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Gold spark

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Gold spark

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THE ROYAL BARBADOS POLICE FORCE wants to meet with the people involved in the trading of gold.
Police public relations officer Inspector David Welch said the force intended to meet with not only people who were gold traders but also those who dealt in old metal. The reason is that the commissioner wants to have a meeting with all the stakeholders involved to look at the legislation.
Welch noted that the current acts that dealt with the old metals trading were quite old and posed some challenges to the regulation of the businesses as they are today.  
“We realize that as a result of the intense trading in gold there has been an increased demand for the gold and as the level of trading has spread it appears to have influenced criminal activity where we have gold being stolen from victims, and it seems that those persons are stealing to sell the ill-gotten gain to persons trading in that commodity.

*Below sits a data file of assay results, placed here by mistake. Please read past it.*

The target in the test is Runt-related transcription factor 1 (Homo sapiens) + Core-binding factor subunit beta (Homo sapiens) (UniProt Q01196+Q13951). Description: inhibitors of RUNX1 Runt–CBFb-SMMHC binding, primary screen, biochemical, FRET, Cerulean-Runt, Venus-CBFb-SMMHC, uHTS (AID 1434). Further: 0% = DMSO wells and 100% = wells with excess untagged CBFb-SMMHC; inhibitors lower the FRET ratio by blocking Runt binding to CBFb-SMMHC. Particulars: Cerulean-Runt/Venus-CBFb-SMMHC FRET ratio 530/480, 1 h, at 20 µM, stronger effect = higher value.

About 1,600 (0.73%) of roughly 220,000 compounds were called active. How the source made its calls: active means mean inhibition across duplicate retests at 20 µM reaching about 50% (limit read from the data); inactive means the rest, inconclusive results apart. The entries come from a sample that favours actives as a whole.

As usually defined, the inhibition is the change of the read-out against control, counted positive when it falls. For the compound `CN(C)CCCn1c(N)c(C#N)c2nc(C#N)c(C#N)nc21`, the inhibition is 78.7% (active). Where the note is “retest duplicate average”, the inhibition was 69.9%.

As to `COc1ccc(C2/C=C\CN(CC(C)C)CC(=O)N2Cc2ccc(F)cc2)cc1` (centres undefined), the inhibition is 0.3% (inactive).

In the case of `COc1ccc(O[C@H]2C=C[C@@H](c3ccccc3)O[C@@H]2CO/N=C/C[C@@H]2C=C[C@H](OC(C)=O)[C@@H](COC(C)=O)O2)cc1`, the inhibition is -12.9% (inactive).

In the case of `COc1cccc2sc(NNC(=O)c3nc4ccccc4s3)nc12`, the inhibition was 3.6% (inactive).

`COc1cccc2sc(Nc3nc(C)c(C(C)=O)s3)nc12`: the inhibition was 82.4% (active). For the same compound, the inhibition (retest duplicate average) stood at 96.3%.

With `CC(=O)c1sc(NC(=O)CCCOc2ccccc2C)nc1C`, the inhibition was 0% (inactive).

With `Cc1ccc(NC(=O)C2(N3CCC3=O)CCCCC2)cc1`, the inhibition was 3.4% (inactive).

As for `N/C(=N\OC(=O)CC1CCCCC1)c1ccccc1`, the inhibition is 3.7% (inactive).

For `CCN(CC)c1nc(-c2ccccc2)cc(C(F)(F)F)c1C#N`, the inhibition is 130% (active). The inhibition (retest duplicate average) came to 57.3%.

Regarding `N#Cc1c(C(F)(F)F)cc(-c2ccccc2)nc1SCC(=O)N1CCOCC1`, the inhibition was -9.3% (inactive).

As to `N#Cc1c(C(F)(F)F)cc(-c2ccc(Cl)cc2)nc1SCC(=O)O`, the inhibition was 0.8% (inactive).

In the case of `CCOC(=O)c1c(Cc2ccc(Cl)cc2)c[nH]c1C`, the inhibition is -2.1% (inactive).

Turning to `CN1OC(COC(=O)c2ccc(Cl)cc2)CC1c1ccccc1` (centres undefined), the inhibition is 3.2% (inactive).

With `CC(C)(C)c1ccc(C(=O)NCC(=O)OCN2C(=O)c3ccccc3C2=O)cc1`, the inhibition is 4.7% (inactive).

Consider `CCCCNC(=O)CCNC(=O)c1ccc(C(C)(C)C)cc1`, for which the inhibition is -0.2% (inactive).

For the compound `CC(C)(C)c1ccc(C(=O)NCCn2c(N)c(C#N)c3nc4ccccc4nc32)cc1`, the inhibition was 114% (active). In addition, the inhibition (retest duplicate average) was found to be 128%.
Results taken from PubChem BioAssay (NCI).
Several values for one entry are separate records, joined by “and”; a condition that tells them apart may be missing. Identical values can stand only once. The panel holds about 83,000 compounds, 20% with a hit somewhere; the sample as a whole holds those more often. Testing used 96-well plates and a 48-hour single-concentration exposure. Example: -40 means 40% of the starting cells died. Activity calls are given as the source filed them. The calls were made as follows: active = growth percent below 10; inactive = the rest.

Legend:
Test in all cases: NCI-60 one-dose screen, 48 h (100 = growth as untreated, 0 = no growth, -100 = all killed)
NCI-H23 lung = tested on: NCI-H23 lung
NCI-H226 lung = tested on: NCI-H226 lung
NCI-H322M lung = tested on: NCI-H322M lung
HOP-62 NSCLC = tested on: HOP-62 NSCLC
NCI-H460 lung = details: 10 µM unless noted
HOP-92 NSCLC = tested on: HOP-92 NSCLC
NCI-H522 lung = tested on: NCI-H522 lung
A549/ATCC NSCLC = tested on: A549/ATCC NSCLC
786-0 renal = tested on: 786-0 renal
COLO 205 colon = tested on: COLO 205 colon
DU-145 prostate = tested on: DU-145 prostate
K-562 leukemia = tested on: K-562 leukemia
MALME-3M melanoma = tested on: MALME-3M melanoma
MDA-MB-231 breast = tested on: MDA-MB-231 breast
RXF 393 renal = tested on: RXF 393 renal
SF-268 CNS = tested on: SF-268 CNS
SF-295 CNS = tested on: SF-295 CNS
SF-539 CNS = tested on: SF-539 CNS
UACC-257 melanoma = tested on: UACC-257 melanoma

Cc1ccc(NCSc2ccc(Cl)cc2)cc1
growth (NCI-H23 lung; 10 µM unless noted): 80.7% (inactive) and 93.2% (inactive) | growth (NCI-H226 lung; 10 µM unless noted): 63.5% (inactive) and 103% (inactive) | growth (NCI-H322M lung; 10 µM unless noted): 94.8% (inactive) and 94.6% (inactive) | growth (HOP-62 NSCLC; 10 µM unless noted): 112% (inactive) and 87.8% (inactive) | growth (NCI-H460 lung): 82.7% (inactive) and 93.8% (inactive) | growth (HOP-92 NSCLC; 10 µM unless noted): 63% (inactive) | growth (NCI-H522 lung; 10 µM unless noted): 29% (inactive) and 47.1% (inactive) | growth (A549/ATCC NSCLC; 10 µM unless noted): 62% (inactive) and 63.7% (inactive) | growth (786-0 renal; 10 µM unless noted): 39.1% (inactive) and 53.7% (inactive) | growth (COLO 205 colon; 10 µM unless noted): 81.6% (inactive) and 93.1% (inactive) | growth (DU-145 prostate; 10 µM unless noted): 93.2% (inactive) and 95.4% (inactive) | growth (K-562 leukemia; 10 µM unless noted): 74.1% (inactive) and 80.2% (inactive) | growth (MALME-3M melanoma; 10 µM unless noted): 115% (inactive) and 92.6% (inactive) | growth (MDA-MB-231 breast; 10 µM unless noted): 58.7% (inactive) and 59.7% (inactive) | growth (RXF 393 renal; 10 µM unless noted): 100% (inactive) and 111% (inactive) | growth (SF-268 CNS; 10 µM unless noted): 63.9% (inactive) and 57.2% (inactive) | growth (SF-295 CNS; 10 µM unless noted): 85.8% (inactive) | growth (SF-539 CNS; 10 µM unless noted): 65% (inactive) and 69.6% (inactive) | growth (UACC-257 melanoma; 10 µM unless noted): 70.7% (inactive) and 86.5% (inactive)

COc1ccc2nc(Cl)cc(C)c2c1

“This is not intended to cast blame or negativity to that business but we are trying to now get people in to discuss the issues and bring some responsibility to the sector.
The meeting would cover areas [such as] knowledge of regulations and hours of business.”
The two acts are the Sale of Old Metals Act of 1848, which was amended in the 1960s, while the Old Metal Dealers Act was created in 1919. The legislation deals with registration with the police and application to magistrates for permission to conduct business.
Welch said the police had framed a simple release based on the two acts and sent it to print so people could become familiar with what was in them.  
He added that there was a need for dialogue to partner the relevant stakeholders and set standards and parameters within the industry and also to educate people about the law.
Welch could not say whether the current traders were registered but pointed out they had banded together to get standards. (LK)